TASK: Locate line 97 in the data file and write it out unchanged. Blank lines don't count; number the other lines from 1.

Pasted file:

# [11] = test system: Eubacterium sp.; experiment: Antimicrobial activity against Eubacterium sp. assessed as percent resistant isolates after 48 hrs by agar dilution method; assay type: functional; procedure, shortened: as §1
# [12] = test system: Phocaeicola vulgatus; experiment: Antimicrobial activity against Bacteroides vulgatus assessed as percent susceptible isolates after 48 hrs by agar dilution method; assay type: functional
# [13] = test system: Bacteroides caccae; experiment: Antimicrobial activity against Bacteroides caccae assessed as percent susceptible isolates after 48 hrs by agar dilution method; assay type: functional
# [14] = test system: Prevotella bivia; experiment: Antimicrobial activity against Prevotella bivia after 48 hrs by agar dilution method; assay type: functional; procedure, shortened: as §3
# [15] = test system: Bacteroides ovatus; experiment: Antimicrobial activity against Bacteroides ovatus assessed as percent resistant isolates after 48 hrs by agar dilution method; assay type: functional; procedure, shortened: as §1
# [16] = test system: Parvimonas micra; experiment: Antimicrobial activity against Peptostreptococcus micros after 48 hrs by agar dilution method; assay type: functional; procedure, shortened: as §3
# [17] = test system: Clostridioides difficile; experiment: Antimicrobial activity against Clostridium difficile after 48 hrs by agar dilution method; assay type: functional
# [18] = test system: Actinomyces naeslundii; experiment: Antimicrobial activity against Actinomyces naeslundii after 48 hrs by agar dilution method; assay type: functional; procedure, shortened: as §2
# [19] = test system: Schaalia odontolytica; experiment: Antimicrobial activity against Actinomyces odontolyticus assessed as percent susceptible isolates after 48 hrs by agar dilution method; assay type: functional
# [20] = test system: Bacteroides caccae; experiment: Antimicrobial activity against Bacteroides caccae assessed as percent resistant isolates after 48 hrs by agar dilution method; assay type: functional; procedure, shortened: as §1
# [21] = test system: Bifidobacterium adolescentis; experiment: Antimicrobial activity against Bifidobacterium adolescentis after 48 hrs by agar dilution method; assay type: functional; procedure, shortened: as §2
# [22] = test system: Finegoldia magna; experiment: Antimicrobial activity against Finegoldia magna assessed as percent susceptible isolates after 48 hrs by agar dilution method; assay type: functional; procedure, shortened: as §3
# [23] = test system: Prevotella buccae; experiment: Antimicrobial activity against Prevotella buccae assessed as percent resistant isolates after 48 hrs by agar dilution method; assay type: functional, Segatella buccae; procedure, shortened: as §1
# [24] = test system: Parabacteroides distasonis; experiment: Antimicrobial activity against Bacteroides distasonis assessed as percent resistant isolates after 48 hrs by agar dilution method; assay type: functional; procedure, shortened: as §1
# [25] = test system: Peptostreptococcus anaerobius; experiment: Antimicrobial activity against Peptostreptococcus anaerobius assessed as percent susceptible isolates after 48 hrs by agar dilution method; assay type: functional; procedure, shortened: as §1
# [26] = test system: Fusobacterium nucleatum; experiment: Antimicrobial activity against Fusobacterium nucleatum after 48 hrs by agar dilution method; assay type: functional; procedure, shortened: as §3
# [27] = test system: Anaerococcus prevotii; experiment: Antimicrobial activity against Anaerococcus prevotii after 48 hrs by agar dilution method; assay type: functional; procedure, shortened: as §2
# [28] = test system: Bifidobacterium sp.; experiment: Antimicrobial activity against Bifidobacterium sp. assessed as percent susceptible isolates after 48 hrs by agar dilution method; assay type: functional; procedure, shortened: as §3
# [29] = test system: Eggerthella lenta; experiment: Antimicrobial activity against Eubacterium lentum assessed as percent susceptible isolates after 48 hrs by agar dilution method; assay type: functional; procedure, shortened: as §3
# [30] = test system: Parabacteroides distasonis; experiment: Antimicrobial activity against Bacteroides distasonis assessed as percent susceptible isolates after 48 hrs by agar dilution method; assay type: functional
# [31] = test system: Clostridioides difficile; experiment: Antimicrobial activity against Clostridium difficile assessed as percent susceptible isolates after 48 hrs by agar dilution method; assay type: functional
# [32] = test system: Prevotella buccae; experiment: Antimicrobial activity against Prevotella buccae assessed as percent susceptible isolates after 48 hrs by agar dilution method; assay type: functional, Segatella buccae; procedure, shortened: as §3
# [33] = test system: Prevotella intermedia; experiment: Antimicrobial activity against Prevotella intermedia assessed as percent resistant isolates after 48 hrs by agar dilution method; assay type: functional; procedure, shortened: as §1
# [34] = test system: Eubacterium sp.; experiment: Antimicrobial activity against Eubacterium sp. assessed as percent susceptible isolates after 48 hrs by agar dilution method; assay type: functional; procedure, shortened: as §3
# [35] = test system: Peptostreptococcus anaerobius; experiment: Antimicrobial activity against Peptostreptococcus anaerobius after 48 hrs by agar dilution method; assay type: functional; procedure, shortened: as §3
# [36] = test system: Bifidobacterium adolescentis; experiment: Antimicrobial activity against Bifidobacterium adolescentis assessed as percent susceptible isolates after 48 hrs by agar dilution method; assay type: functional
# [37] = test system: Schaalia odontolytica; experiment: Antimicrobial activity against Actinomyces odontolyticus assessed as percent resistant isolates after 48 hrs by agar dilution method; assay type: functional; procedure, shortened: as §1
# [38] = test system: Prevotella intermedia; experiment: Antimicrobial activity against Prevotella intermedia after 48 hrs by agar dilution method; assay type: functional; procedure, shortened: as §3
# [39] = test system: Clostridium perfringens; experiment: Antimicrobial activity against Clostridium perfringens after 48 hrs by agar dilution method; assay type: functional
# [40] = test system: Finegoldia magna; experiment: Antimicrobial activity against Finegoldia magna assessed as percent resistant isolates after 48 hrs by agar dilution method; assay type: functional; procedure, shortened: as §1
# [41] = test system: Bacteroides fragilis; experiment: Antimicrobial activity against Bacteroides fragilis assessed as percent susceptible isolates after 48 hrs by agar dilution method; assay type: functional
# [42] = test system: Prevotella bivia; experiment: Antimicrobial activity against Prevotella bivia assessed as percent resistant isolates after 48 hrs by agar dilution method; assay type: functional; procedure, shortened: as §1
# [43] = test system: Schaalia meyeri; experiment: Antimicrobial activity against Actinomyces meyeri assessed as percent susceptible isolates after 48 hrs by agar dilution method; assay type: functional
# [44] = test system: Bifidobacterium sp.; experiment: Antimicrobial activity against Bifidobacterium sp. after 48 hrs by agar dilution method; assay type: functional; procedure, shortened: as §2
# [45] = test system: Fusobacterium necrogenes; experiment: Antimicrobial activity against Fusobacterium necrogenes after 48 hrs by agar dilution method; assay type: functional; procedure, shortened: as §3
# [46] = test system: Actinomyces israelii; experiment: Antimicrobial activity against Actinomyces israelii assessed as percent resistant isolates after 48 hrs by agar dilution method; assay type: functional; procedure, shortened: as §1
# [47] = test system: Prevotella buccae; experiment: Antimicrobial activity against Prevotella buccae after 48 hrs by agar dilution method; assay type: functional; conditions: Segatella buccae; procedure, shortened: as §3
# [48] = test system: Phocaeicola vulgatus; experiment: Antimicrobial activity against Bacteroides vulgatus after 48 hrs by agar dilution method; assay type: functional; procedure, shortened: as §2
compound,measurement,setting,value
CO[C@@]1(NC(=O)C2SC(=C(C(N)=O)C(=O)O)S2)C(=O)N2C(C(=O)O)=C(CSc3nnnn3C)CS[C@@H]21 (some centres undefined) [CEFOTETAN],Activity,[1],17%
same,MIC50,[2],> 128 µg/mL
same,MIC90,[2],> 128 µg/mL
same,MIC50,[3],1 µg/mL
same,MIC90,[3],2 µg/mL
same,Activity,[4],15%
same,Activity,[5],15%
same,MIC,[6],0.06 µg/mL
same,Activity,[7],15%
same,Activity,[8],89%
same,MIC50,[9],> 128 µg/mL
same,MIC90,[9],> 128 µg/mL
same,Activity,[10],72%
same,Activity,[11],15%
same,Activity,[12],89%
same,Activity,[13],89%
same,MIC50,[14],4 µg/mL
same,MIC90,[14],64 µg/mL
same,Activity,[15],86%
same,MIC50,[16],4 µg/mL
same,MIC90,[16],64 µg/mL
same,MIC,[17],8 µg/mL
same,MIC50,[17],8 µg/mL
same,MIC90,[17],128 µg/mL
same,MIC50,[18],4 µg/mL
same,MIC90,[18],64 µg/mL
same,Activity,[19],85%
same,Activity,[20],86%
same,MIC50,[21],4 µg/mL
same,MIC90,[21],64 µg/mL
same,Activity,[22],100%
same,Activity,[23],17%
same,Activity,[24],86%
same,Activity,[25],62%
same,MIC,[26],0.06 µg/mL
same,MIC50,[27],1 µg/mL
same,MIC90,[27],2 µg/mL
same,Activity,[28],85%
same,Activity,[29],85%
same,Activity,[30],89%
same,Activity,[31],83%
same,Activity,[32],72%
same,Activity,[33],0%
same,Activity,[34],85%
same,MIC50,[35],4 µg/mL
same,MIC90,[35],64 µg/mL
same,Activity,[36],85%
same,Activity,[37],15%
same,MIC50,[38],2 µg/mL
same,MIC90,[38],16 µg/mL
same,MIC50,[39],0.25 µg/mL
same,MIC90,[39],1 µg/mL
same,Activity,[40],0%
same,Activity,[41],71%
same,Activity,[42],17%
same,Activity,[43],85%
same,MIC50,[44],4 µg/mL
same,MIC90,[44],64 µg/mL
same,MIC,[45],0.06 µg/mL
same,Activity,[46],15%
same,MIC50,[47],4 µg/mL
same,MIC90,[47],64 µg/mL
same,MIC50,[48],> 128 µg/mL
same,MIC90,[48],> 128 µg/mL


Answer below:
same,MIC90,[44],64 µg/mL